142 minutes is a lot of time to contemplate very little. Shawshank operates like a lecturer who makes his or her point quickly then spends untold numbers of minutes on examples to elaborate and even restate the initial idea. It’s a “for instance” movie: for instance, there was the time that Andy got everyone free beers by agreeing to do the warden’s taxes. For instance, there was the prisoner who died on the first night. For instance, there was this incident involving “the sisters.” For instance, there was this business with the prison library, and this other business with the record played over the intercom (the silliest and emptiest of Darabont’s tangents). Even if many of these extrapolations are delightful and sincere in their sentiment if not their active compassion, you could delete a gigantic chunk in the middle of the film that emphasizes Dufrense’s outward status quo over his years in prison and feel few narrative consequences.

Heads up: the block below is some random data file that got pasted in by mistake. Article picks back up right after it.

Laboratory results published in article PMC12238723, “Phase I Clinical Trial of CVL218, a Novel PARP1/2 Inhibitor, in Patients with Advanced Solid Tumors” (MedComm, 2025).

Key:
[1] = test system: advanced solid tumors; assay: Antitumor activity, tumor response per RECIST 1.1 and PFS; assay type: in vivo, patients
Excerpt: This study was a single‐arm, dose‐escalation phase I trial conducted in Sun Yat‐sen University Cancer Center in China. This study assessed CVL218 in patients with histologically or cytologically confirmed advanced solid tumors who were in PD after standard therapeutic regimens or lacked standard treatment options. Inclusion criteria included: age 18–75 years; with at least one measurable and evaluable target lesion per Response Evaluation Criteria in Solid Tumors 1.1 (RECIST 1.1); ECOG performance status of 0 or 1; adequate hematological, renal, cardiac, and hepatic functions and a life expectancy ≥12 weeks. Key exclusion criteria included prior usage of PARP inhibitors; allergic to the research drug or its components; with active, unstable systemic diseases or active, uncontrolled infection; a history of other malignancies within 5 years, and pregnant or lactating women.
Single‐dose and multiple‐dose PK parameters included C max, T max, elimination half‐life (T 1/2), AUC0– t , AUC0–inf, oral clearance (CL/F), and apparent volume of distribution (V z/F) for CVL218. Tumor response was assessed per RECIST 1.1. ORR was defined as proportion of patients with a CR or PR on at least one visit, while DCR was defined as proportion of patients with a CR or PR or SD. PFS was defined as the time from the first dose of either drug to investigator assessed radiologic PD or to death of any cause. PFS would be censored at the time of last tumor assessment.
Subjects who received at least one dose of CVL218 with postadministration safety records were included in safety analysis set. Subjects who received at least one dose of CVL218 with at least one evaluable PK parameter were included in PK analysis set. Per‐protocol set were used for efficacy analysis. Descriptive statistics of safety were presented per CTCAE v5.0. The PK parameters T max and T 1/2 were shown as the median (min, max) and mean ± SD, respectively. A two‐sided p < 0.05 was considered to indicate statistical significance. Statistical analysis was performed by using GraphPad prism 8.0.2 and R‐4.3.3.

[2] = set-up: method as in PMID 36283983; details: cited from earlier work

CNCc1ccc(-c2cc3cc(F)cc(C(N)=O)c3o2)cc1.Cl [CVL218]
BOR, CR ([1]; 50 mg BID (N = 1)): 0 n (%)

And all to tell us about “hope.” “Hope” is a big deal to Darabont and I don’t want to sound like the archetypal cynic here but what on earth does he really mean by “hope”? The redemption achieved by the central characters in this film — which Christos have had a field day interpreting as a coded Biblical message, chisel encased in the pages of the Good Book and all — comes to them strictly through various neatly cut and dried and wildly improbable scenarios, but so do their problems to begin with. I’d never debate the conceit that in the American justice system it’s more than possible for a man to serve a life sentence for a crime he didn’t commit, I’m sure it happens plenty often now and more so in the 1940s, though probably less often to well-to-do and literate white bankers (a coyly sidestepped point via Morgan Freeman’s character’s admitted guilt), but I question the likelihood of a prison warden’s histrionic reaction of murder to a new witness’s equally improbable entrance into his facility. In a film that rambles so much on its basic themes, cutting story corners like this is nearly unforgivable; it’s covered up by giving the actors one artificial-sounding speech after another about “hope.” But there’s nothing artful or real in this; it’s a political buzzword.